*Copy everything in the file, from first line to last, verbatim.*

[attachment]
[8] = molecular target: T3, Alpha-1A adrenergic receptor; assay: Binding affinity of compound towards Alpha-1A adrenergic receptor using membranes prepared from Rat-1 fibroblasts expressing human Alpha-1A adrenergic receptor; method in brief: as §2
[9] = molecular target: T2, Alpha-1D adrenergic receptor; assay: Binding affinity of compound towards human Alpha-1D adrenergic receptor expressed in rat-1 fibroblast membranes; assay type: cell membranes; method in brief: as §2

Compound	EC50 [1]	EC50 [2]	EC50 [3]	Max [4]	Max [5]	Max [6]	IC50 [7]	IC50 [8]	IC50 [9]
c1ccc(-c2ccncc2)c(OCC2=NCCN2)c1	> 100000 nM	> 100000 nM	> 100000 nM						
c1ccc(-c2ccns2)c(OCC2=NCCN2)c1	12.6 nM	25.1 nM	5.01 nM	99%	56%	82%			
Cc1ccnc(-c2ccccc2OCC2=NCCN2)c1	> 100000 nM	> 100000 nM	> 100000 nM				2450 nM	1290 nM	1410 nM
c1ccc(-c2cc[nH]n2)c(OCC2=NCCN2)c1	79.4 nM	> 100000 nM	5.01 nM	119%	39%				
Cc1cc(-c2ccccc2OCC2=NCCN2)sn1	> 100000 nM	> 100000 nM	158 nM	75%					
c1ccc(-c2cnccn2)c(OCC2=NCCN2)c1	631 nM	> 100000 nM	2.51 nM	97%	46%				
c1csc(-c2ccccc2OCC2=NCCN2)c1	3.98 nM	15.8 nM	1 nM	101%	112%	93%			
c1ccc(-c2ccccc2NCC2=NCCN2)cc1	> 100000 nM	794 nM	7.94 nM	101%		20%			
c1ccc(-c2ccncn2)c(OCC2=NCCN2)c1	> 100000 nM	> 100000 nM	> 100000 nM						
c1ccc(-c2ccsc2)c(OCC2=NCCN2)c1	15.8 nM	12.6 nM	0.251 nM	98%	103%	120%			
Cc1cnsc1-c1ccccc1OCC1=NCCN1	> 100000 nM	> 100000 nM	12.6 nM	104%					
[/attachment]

[8] = molecular target: T3, Alpha-1A adrenergic receptor; assay: Binding affinity of compound towards Alpha-1A adrenergic receptor using membranes prepared from Rat-1 fibroblasts expressing human Alpha-1A adrenergic receptor; method in brief: as §2
[9] = molecular target: T2, Alpha-1D adrenergic receptor; assay: Binding affinity of compound towards human Alpha-1D adrenergic receptor expressed in rat-1 fibroblast membranes; assay type: cell membranes; method in brief: as §2

Compound	EC50 [1]	EC50 [2]	EC50 [3]	Max [4]	Max [5]	Max [6]	IC50 [7]	IC50 [8]	IC50 [9]
c1ccc(-c2ccncc2)c(OCC2=NCCN2)c1	> 100000 nM	> 100000 nM	> 100000 nM						
c1ccc(-c2ccns2)c(OCC2=NCCN2)c1	12.6 nM	25.1 nM	5.01 nM	99%	56%	82%			
Cc1ccnc(-c2ccccc2OCC2=NCCN2)c1	> 100000 nM	> 100000 nM	> 100000 nM				2450 nM	1290 nM	1410 nM
c1ccc(-c2cc[nH]n2)c(OCC2=NCCN2)c1	79.4 nM	> 100000 nM	5.01 nM	119%	39%				
Cc1cc(-c2ccccc2OCC2=NCCN2)sn1	> 100000 nM	> 100000 nM	158 nM	75%					
c1ccc(-c2cnccn2)c(OCC2=NCCN2)c1	631 nM	> 100000 nM	2.51 nM	97%	46%				
c1csc(-c2ccccc2OCC2=NCCN2)c1	3.98 nM	15.8 nM	1 nM	101%	112%	93%			
c1ccc(-c2ccccc2NCC2=NCCN2)cc1	> 100000 nM	794 nM	7.94 nM	101%		20%			
c1ccc(-c2ccncn2)c(OCC2=NCCN2)c1	> 100000 nM	> 100000 nM	> 100000 nM						
c1ccc(-c2ccsc2)c(OCC2=NCCN2)c1	15.8 nM	12.6 nM	0.251 nM	98%	103%	120%			
Cc1cnsc1-c1ccccc1OCC1=NCCN1	> 100000 nM	> 100000 nM	12.6 nM	104%					